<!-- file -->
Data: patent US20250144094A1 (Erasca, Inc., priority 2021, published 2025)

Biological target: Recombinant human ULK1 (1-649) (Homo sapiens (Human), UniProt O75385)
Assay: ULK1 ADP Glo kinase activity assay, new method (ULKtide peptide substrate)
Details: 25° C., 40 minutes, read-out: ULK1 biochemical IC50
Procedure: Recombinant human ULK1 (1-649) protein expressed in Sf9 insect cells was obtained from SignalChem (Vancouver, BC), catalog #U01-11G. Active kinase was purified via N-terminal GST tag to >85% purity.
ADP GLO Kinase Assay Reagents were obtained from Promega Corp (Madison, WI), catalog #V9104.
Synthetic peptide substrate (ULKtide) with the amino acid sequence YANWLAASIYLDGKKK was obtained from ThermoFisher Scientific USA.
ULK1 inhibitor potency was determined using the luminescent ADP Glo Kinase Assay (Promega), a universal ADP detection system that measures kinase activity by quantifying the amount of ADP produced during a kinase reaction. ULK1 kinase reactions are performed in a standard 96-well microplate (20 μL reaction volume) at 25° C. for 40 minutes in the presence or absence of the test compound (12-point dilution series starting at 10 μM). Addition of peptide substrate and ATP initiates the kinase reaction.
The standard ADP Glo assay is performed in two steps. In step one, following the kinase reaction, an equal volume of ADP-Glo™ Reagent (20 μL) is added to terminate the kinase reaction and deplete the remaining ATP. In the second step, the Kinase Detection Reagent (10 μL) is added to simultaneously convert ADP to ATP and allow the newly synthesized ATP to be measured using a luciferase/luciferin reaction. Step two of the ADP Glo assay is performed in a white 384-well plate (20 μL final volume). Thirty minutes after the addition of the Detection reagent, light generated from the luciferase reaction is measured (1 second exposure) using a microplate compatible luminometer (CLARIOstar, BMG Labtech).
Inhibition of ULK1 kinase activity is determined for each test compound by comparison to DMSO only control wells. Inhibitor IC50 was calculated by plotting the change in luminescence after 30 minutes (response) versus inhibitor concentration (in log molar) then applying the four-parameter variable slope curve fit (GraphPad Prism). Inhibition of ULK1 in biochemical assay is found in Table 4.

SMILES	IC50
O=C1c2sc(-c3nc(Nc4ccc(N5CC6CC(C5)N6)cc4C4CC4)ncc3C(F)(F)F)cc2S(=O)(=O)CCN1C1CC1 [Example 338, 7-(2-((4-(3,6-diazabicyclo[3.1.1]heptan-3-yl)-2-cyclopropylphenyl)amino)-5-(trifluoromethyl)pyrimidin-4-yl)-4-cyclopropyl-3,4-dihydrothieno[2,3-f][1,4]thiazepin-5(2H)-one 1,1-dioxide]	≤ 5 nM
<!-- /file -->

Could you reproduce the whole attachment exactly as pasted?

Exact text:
Data: patent US20250144094A1 (Erasca, Inc., priority 2021, published 2025)

Biological target: Recombinant human ULK1 (1-649) (Homo sapiens (Human), UniProt O75385)
Assay: ULK1 ADP Glo kinase activity assay, new method (ULKtide peptide substrate)
Details: 25° C., 40 minutes, read-out: ULK1 biochemical IC50
Procedure: Recombinant human ULK1 (1-649) protein expressed in Sf9 insect cells was obtained from SignalChem (Vancouver, BC), catalog #U01-11G. Active kinase was purified via N-terminal GST tag to >85% purity.
ADP GLO Kinase Assay Reagents were obtained from Promega Corp (Madison, WI), catalog #V9104.
Synthetic peptide substrate (ULKtide) with the amino acid sequence YANWLAASIYLDGKKK was obtained from ThermoFisher Scientific USA.
ULK1 inhibitor potency was determined using the luminescent ADP Glo Kinase Assay (Promega), a universal ADP detection system that measures kinase activity by quantifying the amount of ADP produced during a kinase reaction. ULK1 kinase reactions are performed in a standard 96-well microplate (20 μL reaction volume) at 25° C. for 40 minutes in the presence or absence of the test compound (12-point dilution series starting at 10 μM). Addition of peptide substrate and ATP initiates the kinase reaction.
The standard ADP Glo assay is performed in two steps. In step one, following the kinase reaction, an equal volume of ADP-Glo™ Reagent (20 μL) is added to terminate the kinase reaction and deplete the remaining ATP. In the second step, the Kinase Detection Reagent (10 μL) is added to simultaneously convert ADP to ATP and allow the newly synthesized ATP to be measured using a luciferase/luciferin reaction. Step two of the ADP Glo assay is performed in a white 384-well plate (20 μL final volume). Thirty minutes after the addition of the Detection reagent, light generated from the luciferase reaction is measured (1 second exposure) using a microplate compatible luminometer (CLARIOstar, BMG Labtech).
Inhibition of ULK1 kinase activity is determined for each test compound by comparison to DMSO only control wells. Inhibitor IC50 was calculated by plotting the change in luminescence after 30 minutes (response) versus inhibitor concentration (in log molar) then applying the four-parameter variable slope curve fit (GraphPad Prism). Inhibition of ULK1 in biochemical assay is found in Table 4.

SMILES	IC50
O=C1c2sc(-c3nc(Nc4ccc(N5CC6CC(C5)N6)cc4C4CC4)ncc3C(F)(F)F)cc2S(=O)(=O)CCN1C1CC1 [Example 338, 7-(2-((4-(3,6-diazabicyclo[3.1.1]heptan-3-yl)-2-cyclopropylphenyl)amino)-5-(trifluoromethyl)pyrimidin-4-yl)-4-cyclopropyl-3,4-dihydrothieno[2,3-f][1,4]thiazepin-5(2H)-one 1,1-dioxide]	≤ 5 nM